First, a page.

Though he was only 17 years old at the time he made Boys Town, Mickey Rooney was already a seasoned Hollywood pro, having acted since the age of six in shorts and feature films (in 1935, he played Puck in director William Dieterle's version of Shakespeare's A Midsummer Night's Dream). As the often stubborn Whitey, Rooney has a few good scenes (those moments late in the movie when he breaks down and cries are especially effective, and pack quite an emotional punch), but, in the end, it's Spencer Tracy's understated performance as Father Flanagan that makes Boys Town the tearkjerker it is. From the moment he first appears, comforting convicted killer Dan Farrow (Leslie Fenton) less than an hour before he's to die in the electric chair, we get a sense of Father Flanagan's selfless nature, and spot the inspiration in his eyes when Farrow says his life might have been different if he had just one friend when he was 12 years old. Armed with the basic philosophy that there's no such thing as a bad boy, Father Flanagan raises the money needed to start Boys Town from friends such as businessman Dave Morris (Henry Hull), and then works tirelessly to make his dream come true. From his calm approach when dealing with the financiers (who constantly try to shut him down) to the way he handles the volatile Whitey, Tracy brings Father Flanagan's generosity to the surface in just about every scene, and in so doing gives the film its heart and soul.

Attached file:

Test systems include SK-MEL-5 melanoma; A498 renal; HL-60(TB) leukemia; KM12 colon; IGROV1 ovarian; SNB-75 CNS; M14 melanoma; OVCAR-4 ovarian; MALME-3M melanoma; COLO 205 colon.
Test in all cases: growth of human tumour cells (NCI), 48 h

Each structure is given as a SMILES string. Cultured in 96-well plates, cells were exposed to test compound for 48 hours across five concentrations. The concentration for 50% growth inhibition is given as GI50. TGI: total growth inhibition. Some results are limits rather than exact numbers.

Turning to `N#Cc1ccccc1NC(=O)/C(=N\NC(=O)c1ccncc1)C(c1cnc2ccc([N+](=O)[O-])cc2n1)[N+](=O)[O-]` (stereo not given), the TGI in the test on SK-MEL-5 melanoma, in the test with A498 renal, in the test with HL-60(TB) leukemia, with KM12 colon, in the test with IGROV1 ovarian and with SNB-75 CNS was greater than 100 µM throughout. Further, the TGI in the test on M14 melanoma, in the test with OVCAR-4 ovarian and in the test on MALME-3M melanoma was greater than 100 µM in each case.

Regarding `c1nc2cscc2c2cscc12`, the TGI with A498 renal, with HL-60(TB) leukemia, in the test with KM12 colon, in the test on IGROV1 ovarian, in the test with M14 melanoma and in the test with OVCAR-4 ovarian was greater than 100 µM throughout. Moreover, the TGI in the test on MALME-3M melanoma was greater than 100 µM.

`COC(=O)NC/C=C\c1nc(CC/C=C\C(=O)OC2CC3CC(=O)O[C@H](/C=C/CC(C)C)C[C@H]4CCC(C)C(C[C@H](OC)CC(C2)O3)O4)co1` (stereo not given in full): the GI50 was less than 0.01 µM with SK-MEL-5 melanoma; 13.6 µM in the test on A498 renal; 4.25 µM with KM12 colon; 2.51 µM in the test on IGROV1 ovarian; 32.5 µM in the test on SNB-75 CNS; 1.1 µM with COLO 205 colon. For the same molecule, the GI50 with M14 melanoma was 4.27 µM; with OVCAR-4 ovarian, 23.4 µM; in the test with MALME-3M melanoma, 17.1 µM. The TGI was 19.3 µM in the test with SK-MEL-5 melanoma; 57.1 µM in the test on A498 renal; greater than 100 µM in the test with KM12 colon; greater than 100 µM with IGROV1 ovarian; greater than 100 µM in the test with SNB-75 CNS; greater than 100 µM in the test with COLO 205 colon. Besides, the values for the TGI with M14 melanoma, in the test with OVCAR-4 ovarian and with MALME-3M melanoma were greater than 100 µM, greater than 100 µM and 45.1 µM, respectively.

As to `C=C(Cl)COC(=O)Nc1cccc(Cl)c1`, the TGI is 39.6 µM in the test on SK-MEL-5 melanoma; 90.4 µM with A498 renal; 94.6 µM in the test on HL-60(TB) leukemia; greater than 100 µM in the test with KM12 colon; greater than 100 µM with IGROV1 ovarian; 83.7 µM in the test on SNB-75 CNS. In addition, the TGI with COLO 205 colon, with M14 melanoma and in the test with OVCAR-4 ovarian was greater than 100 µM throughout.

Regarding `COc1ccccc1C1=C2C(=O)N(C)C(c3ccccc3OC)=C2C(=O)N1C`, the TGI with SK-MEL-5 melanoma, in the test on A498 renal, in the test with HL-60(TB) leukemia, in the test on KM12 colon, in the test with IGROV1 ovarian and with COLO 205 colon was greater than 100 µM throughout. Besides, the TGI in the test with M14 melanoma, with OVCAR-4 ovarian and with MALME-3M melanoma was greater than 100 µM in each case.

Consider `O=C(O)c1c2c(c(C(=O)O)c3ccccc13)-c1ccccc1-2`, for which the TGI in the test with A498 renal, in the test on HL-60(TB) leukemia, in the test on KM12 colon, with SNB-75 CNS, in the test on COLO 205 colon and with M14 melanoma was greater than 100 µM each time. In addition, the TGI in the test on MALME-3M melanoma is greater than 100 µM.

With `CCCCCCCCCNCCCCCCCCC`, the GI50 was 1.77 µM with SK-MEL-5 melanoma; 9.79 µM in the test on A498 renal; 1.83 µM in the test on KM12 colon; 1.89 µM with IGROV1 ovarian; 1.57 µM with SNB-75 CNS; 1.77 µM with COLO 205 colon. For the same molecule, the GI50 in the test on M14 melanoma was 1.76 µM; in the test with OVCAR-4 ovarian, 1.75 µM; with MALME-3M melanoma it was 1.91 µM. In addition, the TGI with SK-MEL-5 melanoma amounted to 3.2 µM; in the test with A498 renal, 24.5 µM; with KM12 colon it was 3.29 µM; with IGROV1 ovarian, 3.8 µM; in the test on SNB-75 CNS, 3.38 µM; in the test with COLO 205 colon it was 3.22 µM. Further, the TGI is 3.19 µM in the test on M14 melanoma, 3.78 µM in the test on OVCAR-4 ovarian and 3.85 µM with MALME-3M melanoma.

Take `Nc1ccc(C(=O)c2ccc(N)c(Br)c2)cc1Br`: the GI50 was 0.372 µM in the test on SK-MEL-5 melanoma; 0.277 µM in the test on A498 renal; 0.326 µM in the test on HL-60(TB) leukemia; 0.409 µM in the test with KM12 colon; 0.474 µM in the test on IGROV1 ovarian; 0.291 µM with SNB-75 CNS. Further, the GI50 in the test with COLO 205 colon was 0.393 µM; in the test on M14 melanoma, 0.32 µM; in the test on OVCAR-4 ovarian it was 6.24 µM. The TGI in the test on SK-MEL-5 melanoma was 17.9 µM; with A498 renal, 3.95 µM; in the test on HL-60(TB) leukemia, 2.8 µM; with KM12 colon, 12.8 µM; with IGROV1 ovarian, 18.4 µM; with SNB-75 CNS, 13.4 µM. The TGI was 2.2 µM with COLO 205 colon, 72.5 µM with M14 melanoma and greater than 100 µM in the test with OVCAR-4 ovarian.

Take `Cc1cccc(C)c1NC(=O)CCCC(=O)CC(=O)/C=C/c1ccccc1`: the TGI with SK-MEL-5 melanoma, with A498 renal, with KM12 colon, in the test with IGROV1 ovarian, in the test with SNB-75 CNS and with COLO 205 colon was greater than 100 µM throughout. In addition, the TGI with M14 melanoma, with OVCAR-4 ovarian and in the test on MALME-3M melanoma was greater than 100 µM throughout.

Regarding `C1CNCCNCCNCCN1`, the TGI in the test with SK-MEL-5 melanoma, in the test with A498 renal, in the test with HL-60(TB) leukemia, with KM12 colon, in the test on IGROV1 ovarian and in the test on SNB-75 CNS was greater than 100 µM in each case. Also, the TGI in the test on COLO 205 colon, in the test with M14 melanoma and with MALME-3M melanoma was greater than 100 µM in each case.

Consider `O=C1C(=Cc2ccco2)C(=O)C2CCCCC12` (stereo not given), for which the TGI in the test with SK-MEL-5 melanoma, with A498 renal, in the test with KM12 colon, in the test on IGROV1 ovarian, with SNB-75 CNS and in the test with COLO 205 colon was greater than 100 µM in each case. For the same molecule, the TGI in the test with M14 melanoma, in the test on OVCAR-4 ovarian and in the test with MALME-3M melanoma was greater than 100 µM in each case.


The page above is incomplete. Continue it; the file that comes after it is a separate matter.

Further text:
There's not a second in Boys Town where Spencer Tracy looks as if he's acting, which is the mark of a great performance. A noble, caring individual who transformed Boys Town into a safe haven for young delinquents, Father Flanagan was clearly an exceptional man, and Tracy, at his absolute best, brings him convincingly to life.







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Crackle Newsletter

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THE BRICK DOLL HOUSE (1967)

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#1,768. The Brick Dollhouse (1967)

Posted: 19 Jun 2015 01:00 AM PDT


Directed By: Tony Martinez

Starring: Tina Vienna, Janice Kelly, Peggy Ann



Tag line: "Tormented by burning desire!"

Trivia: Because he purchased the film unfinished, Producer David F. Friedman had to direct several of the scenes himself








The music is groovy, the starlets are naked, and the story is as flimsy as a tissue in a hurricane. It must be another nudie cutie from the "Mighty Monarch of Exploitation", producer David F. Friedman, and true to form, his 1967 offering The Brick Dollhouse gives us boobs galore, and not much else besides.